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Artist vents anger with Franco face punch ball

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Artist vents anger with Franco face punch ball
The hyper-realistic silicone punch ball features real human hair. Photo: Pierre-Philippe Marcou/AFP
13:50 CET+01:00
A Spanish sculptor who was unsuccessfully prosecuted by a foundation dedicated to Francisco Franco has responded with a stinging jab by creating a punch ball shaped like the former Spanish dictator’s head.

Eugenio Marino was cleared by a judge in July after the Franco Foundation — an organization devoted to perpetuating the memory of the 'Generalísimo' — sued him for dishonouring the deceased dictator.

The lawsuit was instigated when Marino, 36, created “Always Franco”, a wax model depicting the nationalist leader in full military gear frozen inside a Coca-Cola fridge.

His latest work, Punching Franco is a hyper-realistic, spring-mounted silicone punch ball in the shape of Franco’s head.

It was created in response to the Foundation's legal tactics and Merino says it represents the frustration of the Spanish people.

"It seemed to me that it would be good for those who were persecuted and received no justice, to have this to beat up, like a kind of catharsis" he said.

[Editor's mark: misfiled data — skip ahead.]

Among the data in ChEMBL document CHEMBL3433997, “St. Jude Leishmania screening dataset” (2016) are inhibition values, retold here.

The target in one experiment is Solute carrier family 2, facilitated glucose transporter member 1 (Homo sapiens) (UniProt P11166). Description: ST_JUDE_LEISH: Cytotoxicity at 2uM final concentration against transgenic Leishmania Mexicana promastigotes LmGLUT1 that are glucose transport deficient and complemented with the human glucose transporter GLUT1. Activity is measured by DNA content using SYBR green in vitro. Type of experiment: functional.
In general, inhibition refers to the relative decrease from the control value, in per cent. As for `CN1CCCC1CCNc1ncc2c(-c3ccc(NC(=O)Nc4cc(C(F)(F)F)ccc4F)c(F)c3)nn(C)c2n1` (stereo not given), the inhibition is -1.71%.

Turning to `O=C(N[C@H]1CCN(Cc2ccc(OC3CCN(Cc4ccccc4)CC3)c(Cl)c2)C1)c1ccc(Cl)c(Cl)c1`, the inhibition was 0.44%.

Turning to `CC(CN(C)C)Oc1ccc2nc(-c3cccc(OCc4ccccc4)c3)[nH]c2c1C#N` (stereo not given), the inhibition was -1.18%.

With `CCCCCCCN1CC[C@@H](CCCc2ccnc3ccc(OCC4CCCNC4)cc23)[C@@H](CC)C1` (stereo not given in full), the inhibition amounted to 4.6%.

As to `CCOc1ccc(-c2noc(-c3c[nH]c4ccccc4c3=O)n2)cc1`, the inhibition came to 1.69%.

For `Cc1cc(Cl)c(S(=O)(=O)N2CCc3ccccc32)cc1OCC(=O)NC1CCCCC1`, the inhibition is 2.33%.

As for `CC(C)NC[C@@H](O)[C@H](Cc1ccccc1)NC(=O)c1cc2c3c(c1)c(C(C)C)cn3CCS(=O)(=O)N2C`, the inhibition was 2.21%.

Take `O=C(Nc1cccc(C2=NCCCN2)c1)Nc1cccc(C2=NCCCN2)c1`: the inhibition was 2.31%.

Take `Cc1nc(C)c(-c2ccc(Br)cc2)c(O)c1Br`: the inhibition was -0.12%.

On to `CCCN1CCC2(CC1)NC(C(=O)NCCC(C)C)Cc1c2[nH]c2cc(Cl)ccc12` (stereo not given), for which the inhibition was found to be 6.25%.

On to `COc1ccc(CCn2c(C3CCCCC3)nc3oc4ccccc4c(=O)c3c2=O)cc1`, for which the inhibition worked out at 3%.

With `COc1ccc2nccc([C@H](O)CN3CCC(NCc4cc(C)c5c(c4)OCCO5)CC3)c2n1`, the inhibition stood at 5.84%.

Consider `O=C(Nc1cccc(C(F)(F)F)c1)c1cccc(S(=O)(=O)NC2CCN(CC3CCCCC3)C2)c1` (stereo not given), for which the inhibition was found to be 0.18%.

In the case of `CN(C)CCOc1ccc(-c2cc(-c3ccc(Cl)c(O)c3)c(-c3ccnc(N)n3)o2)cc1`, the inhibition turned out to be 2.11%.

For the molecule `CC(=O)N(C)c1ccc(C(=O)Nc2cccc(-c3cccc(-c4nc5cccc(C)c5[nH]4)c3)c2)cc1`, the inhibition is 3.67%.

He added:  "You can do that, get your anger out, because you won’t be able to get much else in Spain."

The sculpture required repairs after it was attacked by a parrot belonging to a photographer, the current owner of the work. But it has also come under attack from the Franco Foundation.

The organization dedicated to the right wing ruler has sued the artist again, denouncing it as a "reproduction of the former head of state bordering on the grotesque and offensive".

Jaime Alonso, vice-president of the Foundation, said, "Offence and slander are not protected as rights in any civilized country".

Similar complaints about Marino’s earlier work were thrown out by the judge who ruled that it "did not alter the reputation or the memory of the historical character but was a critical work that calls for reflection."

Marino's lawyer said after the victory that it had been a clear attempt by devotees of the dictator to stifle artistic freedom.

Franco, who ruled Spain from 1936 till his death in 1975, is usually absent from public discourse in modern Spain.

Franco’s last official statue was pulled down in 2008, although a massive mausoleum he built is still home to a monastery and looms over the Valle de los Caídos (Valley of the Fallen) near Madrid.

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